Commodities are not getting enough attention like the stock markets or bond. It is also a rare occasion when the timing is stronger than ever to invest in it. Goldman Sachs analysts think that the current period looks stronger for owning commodities. The Bloomberg Commodity Index is already up over 2.5 percent this week, which is the biggest in a period of two months. Another metric, S&P GSCI Index, which is a raw materials gauge, also jumped more than five percent in the current week. That would mean reaching the levels seen last in 2014.
Reasons behind the Surge
Analysts, Jeffrey Currie, cited that raw materials have rallied on the back of increasing political tensions in the international arena. He also pointed out that the economic growth remained strong. Therefore, Goldman Sachs reiterated their rating on Commodities to an ‘Overweight.’ The brokerage also reaffirmed their opinion that commodities would provide 10 percent yield returns in the next one-year period, according to a Bloomberg report.
One of the primary reasons behind the current weekly gain is crude. Incidentally, the commodity is set for the best weekly gain after July last year. Similarly, aluminum looked to post the biggest rally after the year 1987. Investors dealing in oil were worried over the political issues in the Middle East disruptions after the American president, Donald Trump has threatened to bomb, Syria, a Russian ally. For its part, Saudi Arabia has shot down missiles fired by dissenters in Yemen. There is also a threat of increasing concern that the United States would not mind re-imposing sanctions on Iran to curb its exports.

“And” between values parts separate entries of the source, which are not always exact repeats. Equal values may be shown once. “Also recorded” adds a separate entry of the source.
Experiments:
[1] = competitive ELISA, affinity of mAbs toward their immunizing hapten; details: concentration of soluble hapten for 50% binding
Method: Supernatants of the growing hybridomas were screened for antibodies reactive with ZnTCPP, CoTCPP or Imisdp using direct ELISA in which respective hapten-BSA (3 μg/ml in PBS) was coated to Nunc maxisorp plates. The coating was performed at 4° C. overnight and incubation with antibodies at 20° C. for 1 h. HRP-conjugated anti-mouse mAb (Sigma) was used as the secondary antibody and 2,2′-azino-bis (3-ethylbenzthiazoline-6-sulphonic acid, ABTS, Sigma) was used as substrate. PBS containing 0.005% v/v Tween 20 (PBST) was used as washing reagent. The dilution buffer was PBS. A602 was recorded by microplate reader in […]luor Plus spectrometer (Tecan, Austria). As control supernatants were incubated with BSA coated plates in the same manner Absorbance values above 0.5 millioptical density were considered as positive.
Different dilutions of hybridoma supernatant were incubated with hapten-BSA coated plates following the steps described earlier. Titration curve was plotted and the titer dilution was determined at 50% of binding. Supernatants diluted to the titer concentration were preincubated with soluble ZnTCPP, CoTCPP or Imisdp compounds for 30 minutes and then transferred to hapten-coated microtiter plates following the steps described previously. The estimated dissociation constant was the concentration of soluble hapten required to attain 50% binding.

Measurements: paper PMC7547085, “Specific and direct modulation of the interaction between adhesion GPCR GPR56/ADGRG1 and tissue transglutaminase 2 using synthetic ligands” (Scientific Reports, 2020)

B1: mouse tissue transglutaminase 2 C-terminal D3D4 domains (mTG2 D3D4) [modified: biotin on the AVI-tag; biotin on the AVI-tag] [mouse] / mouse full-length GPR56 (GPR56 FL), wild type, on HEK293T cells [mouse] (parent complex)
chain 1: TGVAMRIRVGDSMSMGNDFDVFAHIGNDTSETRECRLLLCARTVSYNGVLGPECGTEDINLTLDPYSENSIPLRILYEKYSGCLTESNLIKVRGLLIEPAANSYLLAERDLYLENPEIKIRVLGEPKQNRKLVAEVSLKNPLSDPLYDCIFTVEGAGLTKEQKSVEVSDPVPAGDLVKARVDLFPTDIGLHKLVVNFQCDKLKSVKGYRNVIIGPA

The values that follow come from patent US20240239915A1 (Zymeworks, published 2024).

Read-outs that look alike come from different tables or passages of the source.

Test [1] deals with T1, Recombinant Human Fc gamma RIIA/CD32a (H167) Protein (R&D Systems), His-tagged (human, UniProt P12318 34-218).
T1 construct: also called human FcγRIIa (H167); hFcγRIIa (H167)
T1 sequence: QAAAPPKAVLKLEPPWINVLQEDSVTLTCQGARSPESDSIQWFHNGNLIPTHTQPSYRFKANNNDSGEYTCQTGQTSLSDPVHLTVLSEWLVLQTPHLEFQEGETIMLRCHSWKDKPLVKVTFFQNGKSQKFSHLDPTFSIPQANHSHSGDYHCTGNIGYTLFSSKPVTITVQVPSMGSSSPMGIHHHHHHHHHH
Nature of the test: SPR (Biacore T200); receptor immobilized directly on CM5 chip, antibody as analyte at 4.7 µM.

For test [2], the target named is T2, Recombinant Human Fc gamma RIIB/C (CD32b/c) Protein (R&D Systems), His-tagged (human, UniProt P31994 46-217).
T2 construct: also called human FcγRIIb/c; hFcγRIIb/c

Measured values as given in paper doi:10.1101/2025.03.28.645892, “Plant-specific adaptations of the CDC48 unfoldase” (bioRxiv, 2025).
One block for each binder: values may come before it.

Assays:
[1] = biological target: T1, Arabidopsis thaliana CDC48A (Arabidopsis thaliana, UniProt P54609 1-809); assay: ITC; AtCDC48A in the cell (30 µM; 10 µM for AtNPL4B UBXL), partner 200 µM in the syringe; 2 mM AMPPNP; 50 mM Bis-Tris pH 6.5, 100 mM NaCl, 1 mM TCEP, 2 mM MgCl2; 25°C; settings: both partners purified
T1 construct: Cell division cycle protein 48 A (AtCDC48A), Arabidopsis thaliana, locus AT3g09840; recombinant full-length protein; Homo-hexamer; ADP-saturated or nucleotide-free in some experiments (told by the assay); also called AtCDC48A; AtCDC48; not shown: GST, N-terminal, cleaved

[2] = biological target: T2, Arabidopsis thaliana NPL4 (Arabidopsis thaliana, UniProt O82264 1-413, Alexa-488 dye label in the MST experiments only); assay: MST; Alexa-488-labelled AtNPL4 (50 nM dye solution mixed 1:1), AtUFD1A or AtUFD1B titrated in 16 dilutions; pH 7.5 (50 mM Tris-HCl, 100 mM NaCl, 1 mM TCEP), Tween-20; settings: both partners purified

Another point is that the sanctions of the United States on United Co, Rusal, Russia-based aluminum producer, have cast its shadow on the aluminum market. Buyers of aluminum have to look for suppliers. The brokerage stated that “With low cross-asset correlations, increasing inflationary risks, a positive carry and the potential for oil supply disruptions in the Middle East, the strategic case for owning commodities has rarely been stronger.”
As far as the Brent crude, which is the benchmark for over 50 percent of the global oil market, witnessed an expansion of 7.8 percent in the current week to hit $72.33 in London in the morning. Similarly, the U.S. West Texas Intermediate futures gained 8.6 percent to $67.38. This was due to investors leaving the concerns that the boom in the United States would only weaken the curbs put by OPEC on oil output.
There is again the talk of the American slapping sanction against Iran after the global powers brokered a deal. There is a clear-cut indication from the appointment of National Security Advisor, John Holton, and Secretary of State, Mike Pompeo, as these two are considered as Iran hawks. As a result, there is an increased belief in possible sanctions by Trump.
In case it becomes a reality, then refiners from the European Union would be forced to reduce imports from Iran. The region accounts for 25 percent of Iran’s exports of oil. The key point is whether these flows would be redirected to Asia or would be curbed.
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